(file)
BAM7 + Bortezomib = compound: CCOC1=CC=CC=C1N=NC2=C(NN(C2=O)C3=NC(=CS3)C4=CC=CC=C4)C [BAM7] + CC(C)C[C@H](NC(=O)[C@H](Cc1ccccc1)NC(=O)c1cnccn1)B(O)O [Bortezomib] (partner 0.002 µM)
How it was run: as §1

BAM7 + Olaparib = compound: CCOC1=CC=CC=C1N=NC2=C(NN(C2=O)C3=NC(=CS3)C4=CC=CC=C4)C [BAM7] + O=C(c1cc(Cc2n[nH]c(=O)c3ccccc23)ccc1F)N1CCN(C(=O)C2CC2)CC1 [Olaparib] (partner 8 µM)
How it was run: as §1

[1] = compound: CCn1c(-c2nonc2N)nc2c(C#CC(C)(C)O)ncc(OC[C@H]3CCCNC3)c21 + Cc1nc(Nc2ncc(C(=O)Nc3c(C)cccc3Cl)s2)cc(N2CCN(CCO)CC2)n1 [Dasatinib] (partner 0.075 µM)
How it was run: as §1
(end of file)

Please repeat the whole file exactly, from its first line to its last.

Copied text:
BAM7 + Bortezomib = compound: CCOC1=CC=CC=C1N=NC2=C(NN(C2=O)C3=NC(=CS3)C4=CC=CC=C4)C [BAM7] + CC(C)C[C@H](NC(=O)[C@H](Cc1ccccc1)NC(=O)c1cnccn1)B(O)O [Bortezomib] (partner 0.002 µM)
How it was run: as §1

BAM7 + Olaparib = compound: CCOC1=CC=CC=C1N=NC2=C(NN(C2=O)C3=NC(=CS3)C4=CC=CC=C4)C [BAM7] + O=C(c1cc(Cc2n[nH]c(=O)c3ccccc23)ccc1F)N1CCN(C(=O)C2CC2)CC1 [Olaparib] (partner 8 µM)
How it was run: as §1

[1] = compound: CCn1c(-c2nonc2N)nc2c(C#CC(C)(C)O)ncc(OC[C@H]3CCCNC3)c21 + Cc1nc(Nc2ncc(C(=O)Nc3c(C)cccc3Cl)s2)cc(N2CCN(CCO)CC2)n1 [Dasatinib] (partner 0.075 µM)
How it was run: as §1